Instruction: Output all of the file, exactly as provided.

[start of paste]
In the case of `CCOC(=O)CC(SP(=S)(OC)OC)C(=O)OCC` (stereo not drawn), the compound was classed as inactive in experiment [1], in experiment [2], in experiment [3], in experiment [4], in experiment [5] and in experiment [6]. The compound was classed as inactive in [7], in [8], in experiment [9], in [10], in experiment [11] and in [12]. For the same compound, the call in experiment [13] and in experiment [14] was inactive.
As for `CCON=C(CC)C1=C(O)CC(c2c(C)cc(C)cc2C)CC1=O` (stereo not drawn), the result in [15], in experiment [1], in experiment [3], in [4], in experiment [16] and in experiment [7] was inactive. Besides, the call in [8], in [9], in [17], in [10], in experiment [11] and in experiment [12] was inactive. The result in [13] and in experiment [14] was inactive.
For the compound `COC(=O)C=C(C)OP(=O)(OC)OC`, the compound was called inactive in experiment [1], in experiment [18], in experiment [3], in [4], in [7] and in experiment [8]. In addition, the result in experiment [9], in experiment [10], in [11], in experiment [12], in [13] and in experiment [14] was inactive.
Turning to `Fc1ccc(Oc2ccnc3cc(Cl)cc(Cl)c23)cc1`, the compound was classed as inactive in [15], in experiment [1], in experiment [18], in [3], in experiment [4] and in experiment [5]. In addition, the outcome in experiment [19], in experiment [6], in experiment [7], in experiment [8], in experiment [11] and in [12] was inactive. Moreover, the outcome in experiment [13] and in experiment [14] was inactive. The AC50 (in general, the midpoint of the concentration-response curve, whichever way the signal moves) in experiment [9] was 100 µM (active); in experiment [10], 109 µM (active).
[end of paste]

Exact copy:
In the case of `CCOC(=O)CC(SP(=S)(OC)OC)C(=O)OCC` (stereo not drawn), the compound was classed as inactive in experiment [1], in experiment [2], in experiment [3], in experiment [4], in experiment [5] and in experiment [6]. The compound was classed as inactive in [7], in [8], in experiment [9], in [10], in experiment [11] and in [12]. For the same compound, the call in experiment [13] and in experiment [14] was inactive.
As for `CCON=C(CC)C1=C(O)CC(c2c(C)cc(C)cc2C)CC1=O` (stereo not drawn), the result in [15], in experiment [1], in experiment [3], in [4], in experiment [16] and in experiment [7] was inactive. Besides, the call in [8], in [9], in [17], in [10], in experiment [11] and in experiment [12] was inactive. The result in [13] and in experiment [14] was inactive.
For the compound `COC(=O)C=C(C)OP(=O)(OC)OC`, the compound was called inactive in experiment [1], in experiment [18], in experiment [3], in [4], in [7] and in experiment [8]. In addition, the result in experiment [9], in experiment [10], in [11], in experiment [12], in [13] and in experiment [14] was inactive.
Turning to `Fc1ccc(Oc2ccnc3cc(Cl)cc(Cl)c23)cc1`, the compound was classed as inactive in [15], in experiment [1], in experiment [18], in [3], in experiment [4] and in experiment [5]. In addition, the outcome in experiment [19], in experiment [6], in experiment [7], in experiment [8], in experiment [11] and in [12] was inactive. Moreover, the outcome in experiment [13] and in experiment [14] was inactive. The AC50 (in general, the midpoint of the concentration-response curve, whichever way the signal moves) in experiment [9] was 100 µM (active); in experiment [10], 109 µM (active).